Attack of the Blue Beetle


I used to collect comic books. Most of my comics were from the 70s into early 90s. However, I do have a few much older comics. One of them is a “Blue Beetle” comic. Annoyingly, a kid who owned it long ago wrote his name on the cover. On the other hand, doing so brought it down to a price I could afford.

I never really got into the Blue Beetle as a comic character although he has been around for decades. I am more familiar with two spoofs of this character. One of those is “The Tick” from New England Comics (a character I collected quite faithfully). The other was the Blue Beetle from the TV children’s program in the 70s, “The Electric Company.”

The inspiration for this particular post comes from a particular skit on The Electric Company some 40 years ago. In it, the Blue Beetle, supposedly a superhero, is being asked for help from a number of different people with different needs. For each, he sings a little song. Here is the song:

“Oh, I would if I could, but I can’t, so I won’t–

Please excuse me if I don’t.

I want this simple fact understood.

I would, (Yes I would) if I could

But I can’t, so I won’t.”

I loved that song. But I got thinking about that. I was reading the story of Naaman the Leper in the Bible (II Kings 5). The story refers to a young girl (don’t really know how young), Naaman was a general of the king or Aram and has leprosy. It says in verses 2-3,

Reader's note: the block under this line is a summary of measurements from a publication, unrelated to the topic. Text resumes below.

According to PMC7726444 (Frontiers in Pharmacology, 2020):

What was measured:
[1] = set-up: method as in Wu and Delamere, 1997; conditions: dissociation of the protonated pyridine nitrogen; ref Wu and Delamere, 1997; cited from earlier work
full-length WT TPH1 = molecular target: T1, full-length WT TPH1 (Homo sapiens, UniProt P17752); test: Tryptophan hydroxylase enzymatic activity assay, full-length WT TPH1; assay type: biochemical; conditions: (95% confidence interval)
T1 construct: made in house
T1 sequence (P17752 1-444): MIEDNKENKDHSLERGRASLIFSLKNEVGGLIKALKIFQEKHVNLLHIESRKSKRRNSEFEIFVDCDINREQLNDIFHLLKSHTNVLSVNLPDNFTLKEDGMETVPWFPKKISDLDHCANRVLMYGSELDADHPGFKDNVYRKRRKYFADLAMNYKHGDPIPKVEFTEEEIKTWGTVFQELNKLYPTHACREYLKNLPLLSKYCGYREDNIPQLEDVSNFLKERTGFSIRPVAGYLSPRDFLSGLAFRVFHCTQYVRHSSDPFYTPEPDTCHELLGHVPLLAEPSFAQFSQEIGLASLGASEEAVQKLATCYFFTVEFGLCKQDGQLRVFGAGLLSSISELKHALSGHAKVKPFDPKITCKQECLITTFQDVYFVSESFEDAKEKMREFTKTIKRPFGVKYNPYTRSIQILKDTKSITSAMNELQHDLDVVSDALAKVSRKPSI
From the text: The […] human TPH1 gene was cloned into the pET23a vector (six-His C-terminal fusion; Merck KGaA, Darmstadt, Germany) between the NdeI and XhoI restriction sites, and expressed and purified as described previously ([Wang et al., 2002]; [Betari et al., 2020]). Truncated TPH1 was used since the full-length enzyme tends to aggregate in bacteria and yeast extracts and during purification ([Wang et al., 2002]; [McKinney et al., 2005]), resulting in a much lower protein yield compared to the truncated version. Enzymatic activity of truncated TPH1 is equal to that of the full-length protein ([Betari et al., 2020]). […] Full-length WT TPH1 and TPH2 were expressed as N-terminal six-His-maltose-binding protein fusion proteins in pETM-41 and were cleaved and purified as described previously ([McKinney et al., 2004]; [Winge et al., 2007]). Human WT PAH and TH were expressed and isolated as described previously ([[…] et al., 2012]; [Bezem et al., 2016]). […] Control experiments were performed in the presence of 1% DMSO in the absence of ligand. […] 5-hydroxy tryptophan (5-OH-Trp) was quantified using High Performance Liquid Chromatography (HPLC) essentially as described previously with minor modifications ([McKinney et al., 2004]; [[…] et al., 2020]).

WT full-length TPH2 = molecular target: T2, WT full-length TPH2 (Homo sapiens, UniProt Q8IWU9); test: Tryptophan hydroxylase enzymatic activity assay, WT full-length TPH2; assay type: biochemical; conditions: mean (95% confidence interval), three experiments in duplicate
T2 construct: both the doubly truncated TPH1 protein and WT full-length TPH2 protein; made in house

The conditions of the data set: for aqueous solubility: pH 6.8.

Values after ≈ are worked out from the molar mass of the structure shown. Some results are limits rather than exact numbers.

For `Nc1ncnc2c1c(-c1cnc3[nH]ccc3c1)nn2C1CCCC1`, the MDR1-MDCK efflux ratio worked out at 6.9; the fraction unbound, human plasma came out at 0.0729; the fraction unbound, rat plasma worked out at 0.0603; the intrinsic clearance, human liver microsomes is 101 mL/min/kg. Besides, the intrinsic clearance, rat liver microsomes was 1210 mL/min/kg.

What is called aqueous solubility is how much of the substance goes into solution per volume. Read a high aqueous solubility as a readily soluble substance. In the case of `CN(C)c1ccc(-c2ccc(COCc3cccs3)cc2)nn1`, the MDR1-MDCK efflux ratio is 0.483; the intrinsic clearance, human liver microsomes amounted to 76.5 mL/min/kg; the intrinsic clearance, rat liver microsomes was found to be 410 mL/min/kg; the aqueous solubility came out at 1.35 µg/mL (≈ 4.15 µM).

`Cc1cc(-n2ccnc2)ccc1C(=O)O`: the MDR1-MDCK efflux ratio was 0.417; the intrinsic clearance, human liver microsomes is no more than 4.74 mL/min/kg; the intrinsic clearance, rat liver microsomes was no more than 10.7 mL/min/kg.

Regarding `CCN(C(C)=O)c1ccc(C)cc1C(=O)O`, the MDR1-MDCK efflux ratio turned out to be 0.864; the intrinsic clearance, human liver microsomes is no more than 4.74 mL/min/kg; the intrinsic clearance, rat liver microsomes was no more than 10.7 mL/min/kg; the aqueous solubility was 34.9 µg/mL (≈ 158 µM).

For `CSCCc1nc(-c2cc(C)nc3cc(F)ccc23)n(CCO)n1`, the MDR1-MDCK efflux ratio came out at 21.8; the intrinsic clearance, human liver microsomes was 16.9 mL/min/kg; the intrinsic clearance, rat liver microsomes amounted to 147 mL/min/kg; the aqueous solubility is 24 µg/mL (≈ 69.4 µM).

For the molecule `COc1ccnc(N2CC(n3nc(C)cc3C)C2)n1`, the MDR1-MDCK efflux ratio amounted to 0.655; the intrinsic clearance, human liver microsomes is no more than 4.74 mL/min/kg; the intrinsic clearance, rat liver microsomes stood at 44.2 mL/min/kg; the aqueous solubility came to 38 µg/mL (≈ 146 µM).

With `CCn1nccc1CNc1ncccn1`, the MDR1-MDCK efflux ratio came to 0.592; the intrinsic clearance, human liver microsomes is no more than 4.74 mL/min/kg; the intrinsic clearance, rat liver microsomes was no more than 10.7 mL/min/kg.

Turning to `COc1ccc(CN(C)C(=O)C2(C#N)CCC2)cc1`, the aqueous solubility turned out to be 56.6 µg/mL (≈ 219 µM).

Now bands of raiders from Aram had gone out and had taken captive a young girl from Israel, and she served Naaman’s wife. She said to her mistress, “If only my master would see the prophet who is in Samaria! He would cure him of his leprosy.”

Naaman went to his master and told him what the girl from Israel had said. …

That’s pretty much it. Not a lot of information. But let’s be honest, if there was anyone who could embrace the Blue Beetle song, it would this girl. She was young where wisdom was seen as the possession of the old. She was female in a patriarchal society. She was a servant… slave… captive of war. She had no money or possessions that were her own. She was a foreigner in a hostile land. Yet she was able to save a life, help lead a person (and probably entire family) to God, and in some very real way reduce tension between two warring nations.

The fact was that she actually had a lot.

  • She had relationships with people in power… and in need.
  • She was in the right circumstances to help.
  • She knew something that others needed to know.

Often when people think they can’t do anything they think God is too small or too unwilling to help. On the other hand sometimes the individuals don’t recognize what they have… they sell themselves too short.

Perhaps a better song for those in ministry would be:

“Oh, I wouldn’t if I couldn’t, but I can, so I will.

With God I’ll do it still.

And I want others to sing it too.

I wouldn’t, (Yes I wouldn’t) if I couldn’t

But I can, so I will.”

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